Thursday night's NFL Draft could be a historic one if homegrown product Geno Smith is drafted in the first round, becoming the first quarterback from Broward or Palm Beach County to achieve the feat.
However, that accomplishment could be dashed if a widely circulated scouting report questioning Smith's smarts resonates with NFL teams looking for a franchise quarterback. The Miramar High graduate has become one of the latest black quarterbacks whose football intellegence has been put under scrutiny.
A Pro Football Weekly scouting report by analyst Nolan Nawrocki said: "Smith is a gimmick, overhyped product of the system lacking the football savvy, work habits and focus to cement a starting job and could drain energy from a QB room."
Smith called the report "untrue in all things," while others, including former NFL quarterback Warren Moon, the first black quarterback inducted in the Pro Football Hall of Fame, wondered if this was racial profiling because Nawrocki had a similarly damning scouting report on another black, Carolina quarterback Cam Newton, coming out of college. Last year, there was a report in the Milwaukee Journal Sentinel where Robert Griffin III, another black quarterback, was knocked by unnamed scouts who questioned the way Griffin deals with people.
Jon Gruden, the former NFL coach-turned-ESPN analyst, disagreed with the report. Gruden finds Smith, a Miramar High School alum, intelligent and cerebral.
"They [West Virginia] put a lot on the quarterback's plate, and I think it's very underestimated what this kid can do from a football standpoint," Gruden said. "He does a lot above the neck, as well as making plays with his arm and his mobility."
Smith's draft projections are all over the board. He could go anywhere from No. 8 (Buffalo) to perhaps not even being selected in Thursday night's first round.
For the non-believers, Smith delivered a message via Twitter on Tuesday afternoon: "Just want to thank all those so called 'experts' who say I can't be an NFL QB. Thursday will be a special day but the work has only begun."
Smith, an All-State quarterback who led Miramar to the Class 6A state semifinals in 2008, is expected to be Broward and Palm Beach County's first selection of this year's draft. But no one knows whether he'll become Broward's first quarterback selected in the first round.
Even teams that need a quarterback — Jacksonville at No. 2, Oakland at No. 3, Cleveland at No. 6, New York Jets at No. 13 — seem to have their doubts.
Smith, who led one of the NCAA's highest-scoring offenses, has his limitations, for sure. Decision-making under duress and ball security are the biggest knocks. Others say West Virginia's spread offense encourages gaudy passing numbers.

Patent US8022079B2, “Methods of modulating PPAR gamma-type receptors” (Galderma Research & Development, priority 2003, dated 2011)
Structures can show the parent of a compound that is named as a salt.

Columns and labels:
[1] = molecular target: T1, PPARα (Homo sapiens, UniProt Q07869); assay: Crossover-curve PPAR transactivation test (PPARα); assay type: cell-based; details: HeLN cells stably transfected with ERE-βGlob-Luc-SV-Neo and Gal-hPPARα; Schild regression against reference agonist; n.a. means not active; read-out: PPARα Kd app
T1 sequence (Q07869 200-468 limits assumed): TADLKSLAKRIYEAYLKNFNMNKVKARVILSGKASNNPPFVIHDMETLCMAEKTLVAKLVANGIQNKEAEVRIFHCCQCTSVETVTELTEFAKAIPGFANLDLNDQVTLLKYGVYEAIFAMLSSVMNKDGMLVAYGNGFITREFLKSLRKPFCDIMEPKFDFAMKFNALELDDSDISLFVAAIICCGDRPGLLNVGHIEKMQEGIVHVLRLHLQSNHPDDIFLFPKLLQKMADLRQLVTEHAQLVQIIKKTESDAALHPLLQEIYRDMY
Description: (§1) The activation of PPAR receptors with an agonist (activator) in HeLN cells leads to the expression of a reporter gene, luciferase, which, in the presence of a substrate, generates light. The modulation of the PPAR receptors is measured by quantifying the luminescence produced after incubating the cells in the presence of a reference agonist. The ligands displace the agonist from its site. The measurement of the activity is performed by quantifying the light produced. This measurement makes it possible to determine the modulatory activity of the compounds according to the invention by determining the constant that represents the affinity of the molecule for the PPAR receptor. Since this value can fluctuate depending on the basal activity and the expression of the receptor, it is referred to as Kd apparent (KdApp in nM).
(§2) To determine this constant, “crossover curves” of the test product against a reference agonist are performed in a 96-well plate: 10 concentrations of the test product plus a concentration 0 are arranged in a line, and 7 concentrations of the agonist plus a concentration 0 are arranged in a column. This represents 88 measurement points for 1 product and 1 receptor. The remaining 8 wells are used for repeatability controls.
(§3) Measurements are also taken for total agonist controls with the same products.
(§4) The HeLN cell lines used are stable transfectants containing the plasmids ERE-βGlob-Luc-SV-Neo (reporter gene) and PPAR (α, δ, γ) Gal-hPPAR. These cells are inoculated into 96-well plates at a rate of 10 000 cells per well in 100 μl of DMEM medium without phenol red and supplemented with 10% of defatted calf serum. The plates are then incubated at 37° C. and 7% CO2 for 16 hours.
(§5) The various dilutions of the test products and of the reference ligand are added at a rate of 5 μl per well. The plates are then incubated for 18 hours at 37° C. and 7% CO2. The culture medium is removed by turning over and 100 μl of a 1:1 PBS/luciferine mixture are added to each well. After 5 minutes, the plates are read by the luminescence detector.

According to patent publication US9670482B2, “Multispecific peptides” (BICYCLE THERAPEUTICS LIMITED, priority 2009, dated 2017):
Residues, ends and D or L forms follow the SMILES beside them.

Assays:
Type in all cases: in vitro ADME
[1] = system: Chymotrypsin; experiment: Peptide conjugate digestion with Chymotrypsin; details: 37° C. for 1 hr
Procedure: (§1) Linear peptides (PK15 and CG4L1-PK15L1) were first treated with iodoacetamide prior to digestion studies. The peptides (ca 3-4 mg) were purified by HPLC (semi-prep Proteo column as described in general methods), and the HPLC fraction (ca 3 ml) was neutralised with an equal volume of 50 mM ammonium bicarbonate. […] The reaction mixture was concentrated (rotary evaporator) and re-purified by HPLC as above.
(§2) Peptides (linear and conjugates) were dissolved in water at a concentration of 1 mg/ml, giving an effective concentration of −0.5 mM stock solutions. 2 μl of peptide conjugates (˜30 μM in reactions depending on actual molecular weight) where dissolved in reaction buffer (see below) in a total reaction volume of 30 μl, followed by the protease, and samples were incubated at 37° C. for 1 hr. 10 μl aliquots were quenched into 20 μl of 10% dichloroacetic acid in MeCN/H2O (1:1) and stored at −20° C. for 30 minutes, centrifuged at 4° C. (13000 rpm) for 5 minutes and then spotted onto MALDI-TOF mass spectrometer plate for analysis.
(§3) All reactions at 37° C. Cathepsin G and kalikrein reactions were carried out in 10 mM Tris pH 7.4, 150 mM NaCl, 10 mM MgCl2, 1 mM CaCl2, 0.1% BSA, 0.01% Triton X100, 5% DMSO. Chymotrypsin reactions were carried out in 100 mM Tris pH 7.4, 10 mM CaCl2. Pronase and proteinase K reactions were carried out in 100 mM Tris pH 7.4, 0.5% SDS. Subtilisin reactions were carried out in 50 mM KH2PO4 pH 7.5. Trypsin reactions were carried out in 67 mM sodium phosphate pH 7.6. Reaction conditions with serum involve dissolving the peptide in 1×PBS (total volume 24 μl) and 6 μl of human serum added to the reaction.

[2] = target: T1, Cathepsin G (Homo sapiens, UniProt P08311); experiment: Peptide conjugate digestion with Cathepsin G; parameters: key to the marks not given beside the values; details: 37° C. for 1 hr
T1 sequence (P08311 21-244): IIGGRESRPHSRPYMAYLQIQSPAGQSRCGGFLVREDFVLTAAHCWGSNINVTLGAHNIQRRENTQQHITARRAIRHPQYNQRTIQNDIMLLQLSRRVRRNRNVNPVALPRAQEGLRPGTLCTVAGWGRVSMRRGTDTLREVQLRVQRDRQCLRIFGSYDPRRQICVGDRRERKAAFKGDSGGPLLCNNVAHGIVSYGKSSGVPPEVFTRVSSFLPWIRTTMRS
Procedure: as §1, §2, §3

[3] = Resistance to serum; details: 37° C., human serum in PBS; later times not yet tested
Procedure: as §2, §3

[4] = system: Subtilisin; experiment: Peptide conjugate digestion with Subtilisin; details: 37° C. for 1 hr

NFL Network analyst Mike Mayock said Smith needs to work on taking snaps from under center, as well as his footwork, posture and movement in the pocket.
"You can't ding the kid on that because that's what he's been taught," Mayock said. "His job is to win college games, not anything else. So you can't ding the kid for it. You have to be able to evaluate beyond that."
Most agree Smith is an excellent pocket passer, he's agile and he's smart.
"What I like about him, I like the fact that he can spin the ball," ESPN draft analyst Mel Kiper, Jr., said. "He's got the live arm, he can make any throw you want."
Smith has always professed his strong work ethic and studious habits. Even during the NFL Scouting Combine in February, before the Pro Football Weekly report was published, he touched on the topic.
"I'm dedicated to the game, I have a zeal and a passion for the game," he said. "And I'm going to work extremely hard to hone in on my skills and be the best I can be from day one."
Last season, Smith (6 feet 2, 218 pounds) passed for 4,205 yards, 42 touchdowns and only six interceptions while completing 71.2 percent of his passes. He didn't throw his first interception until Game 7, when he already had 27 touchdowns.
Smith became the Heisman Trophy front-runner in September when he passed for 656 yards and eight touchdowns in a 70-63 victory over Baylor.
But Smith went from national darling to being nationally doubted as his ninth-ranked Mountaineers and their woeful defense went on a five-game losing streak, falling to 5-5.
That's when the doubters started chirping. Smith said he doesn't worry about draft projections.
"I can't expect to prove any of those people wrong without even playing a down in the NFL," he said. "My only expectation is to become as polished as I possibly can when I enter into the NFL and compete and be a competitor. That's all I know how to do."
His high school has no doubts about his old pupil.
"When it comes to playing in the NFL, he'll be fine," said Miramar coach Damon Cogdell. "He will do a great job. He started eight straight years for two different teams and two different systems In regards to what all the so called experts are saying about doubting his ability, I think they just need something to talk about. I can't wait for Thursday."
The big question now is what the NFL thinks of his potential. Kiper thinks Smith is a quality prospect.
"He reads the whole field, which I like," Kiper said. "He's not just reading half the field, he reads the whole field.
"He's the kind of guy that if handled properly," Kiper said, "could be a very, very good starting NFL quarterback, I believe."Copyright © 2015, CT Now